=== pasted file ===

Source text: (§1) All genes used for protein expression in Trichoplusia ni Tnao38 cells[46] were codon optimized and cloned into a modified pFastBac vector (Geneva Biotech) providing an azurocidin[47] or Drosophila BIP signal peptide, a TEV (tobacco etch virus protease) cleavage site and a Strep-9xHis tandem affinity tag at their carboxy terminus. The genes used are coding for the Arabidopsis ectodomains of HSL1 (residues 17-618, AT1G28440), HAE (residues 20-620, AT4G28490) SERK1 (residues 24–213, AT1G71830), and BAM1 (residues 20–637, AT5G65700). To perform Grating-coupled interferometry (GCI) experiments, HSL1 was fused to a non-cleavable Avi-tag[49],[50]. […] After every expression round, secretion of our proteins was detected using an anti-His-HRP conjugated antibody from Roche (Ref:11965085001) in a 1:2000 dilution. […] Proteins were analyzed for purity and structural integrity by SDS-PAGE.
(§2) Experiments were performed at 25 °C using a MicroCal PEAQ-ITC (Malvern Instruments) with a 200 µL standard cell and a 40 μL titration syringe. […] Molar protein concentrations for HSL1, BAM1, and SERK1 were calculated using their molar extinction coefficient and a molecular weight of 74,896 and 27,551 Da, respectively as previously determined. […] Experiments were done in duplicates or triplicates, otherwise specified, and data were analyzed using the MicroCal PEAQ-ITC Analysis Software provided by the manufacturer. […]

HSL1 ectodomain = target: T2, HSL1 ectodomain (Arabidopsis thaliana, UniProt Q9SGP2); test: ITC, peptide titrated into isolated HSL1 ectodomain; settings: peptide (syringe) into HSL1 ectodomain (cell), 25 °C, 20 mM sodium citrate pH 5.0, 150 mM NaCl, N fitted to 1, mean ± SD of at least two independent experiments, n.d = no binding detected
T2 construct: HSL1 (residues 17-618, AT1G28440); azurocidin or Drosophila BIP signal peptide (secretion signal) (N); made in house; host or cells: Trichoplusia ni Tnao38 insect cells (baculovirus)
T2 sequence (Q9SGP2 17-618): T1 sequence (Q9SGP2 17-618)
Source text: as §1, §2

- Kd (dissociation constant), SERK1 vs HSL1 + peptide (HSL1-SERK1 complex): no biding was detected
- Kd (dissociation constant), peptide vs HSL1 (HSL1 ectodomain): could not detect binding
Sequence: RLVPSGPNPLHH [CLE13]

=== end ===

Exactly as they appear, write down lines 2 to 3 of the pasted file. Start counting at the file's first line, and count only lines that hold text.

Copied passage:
(§2) Experiments were performed at 25 °C using a MicroCal PEAQ-ITC (Malvern Instruments) with a 200 µL standard cell and a 40 μL titration syringe. […] Molar protein concentrations for HSL1, BAM1, and SERK1 were calculated using their molar extinction coefficient and a molecular weight of 74,896 and 27,551 Da, respectively as previously determined. […] Experiments were done in duplicates or triplicates, otherwise specified, and data were analyzed using the MicroCal PEAQ-ITC Analysis Software provided by the manufacturer. […]

HSL1 ectodomain = target: T2, HSL1 ectodomain (Arabidopsis thaliana, UniProt Q9SGP2); test: ITC, peptide titrated into isolated HSL1 ectodomain; settings: peptide (syringe) into HSL1 ectodomain (cell), 25 °C, 20 mM sodium citrate pH 5.0, 150 mM NaCl, N fitted to 1, mean ± SD of at least two independent experiments, n.d = no binding detected